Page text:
It’s incredible to reflect on Amazon’s history as a once strictly online retailer, and think one day they would get into the web services business. It was ten years ago in 2002 when Amazon Web Services was launched — that’s certainly quite a long time in Internet years. It wasn’t until 2006 though when the company started to really get serious with web services. That was the year they launched Simple Queue Service (SQS), Simple Storage Service (S3), and Elastic Compute Cloud (EC2). In just six years, S3 and EC2 went from budding cloud based services to being the backbone for how thousands of companies chose to operate their critical web applications. Even today in 2012, Amazon continues to innovate and expand their services portfolio with productions like Route 53, online payments, and Glacier — a very low cost storage solution running off of S3. I could go on and on, but you would probably get tired of hearing me list all of the services Amazon has managed to get their hands into lately.
The last couple of years have been particularly interesting. The company has managed to move beyond just physical goods, and get very serious with digital movie, music, and book distribution. Amazon does so incredibly well at selling digital books, that they decided to get into the hardware business and build their own line of ebook readers. There’s no way denying that Amazon is undoubtedly successful in the ebook reader business. Since the Kindle’s inception, they have continued to iterate and refine the product, year-after-year. They have also significantly managed to bring down its price to levels where you don’t even have to think to buy one (just $89 for the base model). Amazon now loses money on their Kindle business, but they make up for it in spades with the sales of their digital content. They know full well that the Kindle, as a device, is absolutely useless unless you buy content from their store. With this kind of consumer lock-in, the company can continue to churn out new Kindles at lower price points — therefore bringing on even more new customers, which ends up leading to more content sales.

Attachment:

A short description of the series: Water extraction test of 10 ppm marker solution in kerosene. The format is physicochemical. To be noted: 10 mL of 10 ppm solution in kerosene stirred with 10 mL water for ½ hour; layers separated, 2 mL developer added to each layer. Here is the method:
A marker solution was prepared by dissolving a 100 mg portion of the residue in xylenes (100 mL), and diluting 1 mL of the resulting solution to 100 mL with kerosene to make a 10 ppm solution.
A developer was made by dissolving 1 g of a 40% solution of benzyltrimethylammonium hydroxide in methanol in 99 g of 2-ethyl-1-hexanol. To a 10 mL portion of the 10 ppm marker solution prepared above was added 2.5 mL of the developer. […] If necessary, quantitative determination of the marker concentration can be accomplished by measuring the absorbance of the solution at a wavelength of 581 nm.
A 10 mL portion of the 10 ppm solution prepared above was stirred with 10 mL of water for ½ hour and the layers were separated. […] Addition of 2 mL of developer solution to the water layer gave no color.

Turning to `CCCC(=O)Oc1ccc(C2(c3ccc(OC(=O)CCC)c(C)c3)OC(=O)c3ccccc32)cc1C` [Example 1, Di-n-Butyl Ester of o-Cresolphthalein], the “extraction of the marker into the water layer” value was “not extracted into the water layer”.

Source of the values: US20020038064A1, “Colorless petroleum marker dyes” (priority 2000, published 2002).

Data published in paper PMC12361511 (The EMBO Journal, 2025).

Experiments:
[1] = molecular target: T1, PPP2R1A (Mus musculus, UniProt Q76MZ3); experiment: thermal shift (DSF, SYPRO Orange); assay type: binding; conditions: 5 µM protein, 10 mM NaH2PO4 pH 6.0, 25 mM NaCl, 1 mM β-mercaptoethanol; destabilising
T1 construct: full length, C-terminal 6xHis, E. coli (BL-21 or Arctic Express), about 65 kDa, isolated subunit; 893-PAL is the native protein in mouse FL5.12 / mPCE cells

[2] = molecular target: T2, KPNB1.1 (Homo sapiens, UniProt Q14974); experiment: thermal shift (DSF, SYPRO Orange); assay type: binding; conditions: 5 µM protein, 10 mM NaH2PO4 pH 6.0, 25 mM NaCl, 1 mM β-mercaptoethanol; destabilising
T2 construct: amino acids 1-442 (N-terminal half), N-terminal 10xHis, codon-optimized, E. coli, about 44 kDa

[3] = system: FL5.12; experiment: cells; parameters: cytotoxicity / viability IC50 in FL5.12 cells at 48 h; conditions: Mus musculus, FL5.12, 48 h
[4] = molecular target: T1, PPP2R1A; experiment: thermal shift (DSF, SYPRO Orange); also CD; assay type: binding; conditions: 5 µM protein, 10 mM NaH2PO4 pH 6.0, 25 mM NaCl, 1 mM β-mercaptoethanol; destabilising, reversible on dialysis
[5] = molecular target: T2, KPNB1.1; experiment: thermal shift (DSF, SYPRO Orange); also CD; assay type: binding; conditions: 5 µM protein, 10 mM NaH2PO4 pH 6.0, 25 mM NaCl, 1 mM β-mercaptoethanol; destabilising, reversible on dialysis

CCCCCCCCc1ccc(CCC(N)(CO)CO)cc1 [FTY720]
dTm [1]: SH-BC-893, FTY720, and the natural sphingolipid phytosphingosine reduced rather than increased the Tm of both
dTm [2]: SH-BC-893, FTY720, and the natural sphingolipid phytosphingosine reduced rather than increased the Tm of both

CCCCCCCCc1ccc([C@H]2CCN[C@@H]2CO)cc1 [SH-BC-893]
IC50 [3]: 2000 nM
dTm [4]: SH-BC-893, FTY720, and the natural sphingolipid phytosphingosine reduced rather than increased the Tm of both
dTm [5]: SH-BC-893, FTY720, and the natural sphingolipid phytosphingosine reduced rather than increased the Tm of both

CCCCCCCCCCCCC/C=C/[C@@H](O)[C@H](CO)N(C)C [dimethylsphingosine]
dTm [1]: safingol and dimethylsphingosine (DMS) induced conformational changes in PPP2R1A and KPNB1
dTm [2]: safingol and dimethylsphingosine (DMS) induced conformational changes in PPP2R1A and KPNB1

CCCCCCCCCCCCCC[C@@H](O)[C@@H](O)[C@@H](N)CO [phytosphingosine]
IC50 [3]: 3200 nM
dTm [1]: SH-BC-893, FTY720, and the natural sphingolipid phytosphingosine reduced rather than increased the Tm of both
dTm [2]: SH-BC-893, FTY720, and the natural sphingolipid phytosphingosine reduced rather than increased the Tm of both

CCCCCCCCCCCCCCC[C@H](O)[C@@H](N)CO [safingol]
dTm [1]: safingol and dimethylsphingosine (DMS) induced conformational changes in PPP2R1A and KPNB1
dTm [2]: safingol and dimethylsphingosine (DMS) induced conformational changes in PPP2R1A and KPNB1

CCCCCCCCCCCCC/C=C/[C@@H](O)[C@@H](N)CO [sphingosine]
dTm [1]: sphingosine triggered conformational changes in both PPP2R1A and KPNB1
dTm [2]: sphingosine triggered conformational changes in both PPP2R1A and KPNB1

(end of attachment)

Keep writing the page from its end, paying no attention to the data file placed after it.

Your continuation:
Amazon is now firmly planted in the hardware business. They have a large enough portfolio of Kindle ebook readers, spanning from basic e-ink models to colour tablet versions like the Kindle Fire. It would be foolish to think that the company isn’t getting exponentially better at building and selling these devices. So where does this take them next? There have been rumours and rampant speculation that the next step for them is to get into the smartphone game. I honestly have no information to back any of those stories that have been made. Would I be surprised if they did build a smartphone? No, not really.
Speaking of building smartphones, Robin Wauters reporting for The Next Web shares something rather interesting:
Texas Instruments (TI), which recently announced that it will wind down its operations in smartphone and tablet oriented OMAP chips and instead focus on embedded platforms, is engaged in ‘advanced negotiations’ to sell that particular line of business to one of its largest customers: Amazon.com.
If this is true, and even if Amazon does actually end up acquiring this part of Texas Instruments’s business, it doesn’t necessarily mean they plan on building a smartphone — at least not for now. Owning a chip manufacturer would bring many benefits for Amazon: namely tight control over the design and manufacturing of the chips that end up in their own devices. Does this sound familiar? Apple did this very same thing with the design of the new A6 chip that ended up in the iPhone 5. They weren’t happy with someone else just being a partner — they wanted completely end-to-end control. Whatever happens with Amazon’s continued foray into the ebook and tablet business, the company is only going to continue to build and build into a much larger competitor for Apple than any one Android OEM could ever be.